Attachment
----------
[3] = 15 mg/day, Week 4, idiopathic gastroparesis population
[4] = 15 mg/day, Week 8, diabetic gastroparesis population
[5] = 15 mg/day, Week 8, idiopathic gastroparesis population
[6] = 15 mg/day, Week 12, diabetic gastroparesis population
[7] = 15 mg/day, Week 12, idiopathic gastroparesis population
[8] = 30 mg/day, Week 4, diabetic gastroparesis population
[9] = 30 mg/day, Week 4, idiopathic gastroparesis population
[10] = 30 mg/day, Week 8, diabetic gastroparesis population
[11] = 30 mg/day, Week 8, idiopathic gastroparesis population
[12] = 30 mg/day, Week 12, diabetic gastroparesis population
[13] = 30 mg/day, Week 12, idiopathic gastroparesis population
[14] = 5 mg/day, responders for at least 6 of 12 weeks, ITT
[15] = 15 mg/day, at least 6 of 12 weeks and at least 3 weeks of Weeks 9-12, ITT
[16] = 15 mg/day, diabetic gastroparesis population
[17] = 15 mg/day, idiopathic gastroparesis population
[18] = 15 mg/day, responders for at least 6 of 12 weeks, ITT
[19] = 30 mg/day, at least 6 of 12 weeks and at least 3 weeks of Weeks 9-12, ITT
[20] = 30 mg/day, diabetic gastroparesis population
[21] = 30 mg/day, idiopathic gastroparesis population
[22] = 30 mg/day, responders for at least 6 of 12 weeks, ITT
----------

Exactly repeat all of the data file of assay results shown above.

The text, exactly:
[3] = 15 mg/day, Week 4, idiopathic gastroparesis population
[4] = 15 mg/day, Week 8, diabetic gastroparesis population
[5] = 15 mg/day, Week 8, idiopathic gastroparesis population
[6] = 15 mg/day, Week 12, diabetic gastroparesis population
[7] = 15 mg/day, Week 12, idiopathic gastroparesis population
[8] = 30 mg/day, Week 4, diabetic gastroparesis population
[9] = 30 mg/day, Week 4, idiopathic gastroparesis population
[10] = 30 mg/day, Week 8, diabetic gastroparesis population
[11] = 30 mg/day, Week 8, idiopathic gastroparesis population
[12] = 30 mg/day, Week 12, diabetic gastroparesis population
[13] = 30 mg/day, Week 12, idiopathic gastroparesis population
[14] = 5 mg/day, responders for at least 6 of 12 weeks, ITT
[15] = 15 mg/day, at least 6 of 12 weeks and at least 3 weeks of Weeks 9-12, ITT
[16] = 15 mg/day, diabetic gastroparesis population
[17] = 15 mg/day, idiopathic gastroparesis population
[18] = 15 mg/day, responders for at least 6 of 12 weeks, ITT
[19] = 30 mg/day, at least 6 of 12 weeks and at least 3 weeks of Weeks 9-12, ITT
[20] = 30 mg/day, diabetic gastroparesis population
[21] = 30 mg/day, idiopathic gastroparesis population
[22] = 30 mg/day, responders for at least 6 of 12 weeks, ITT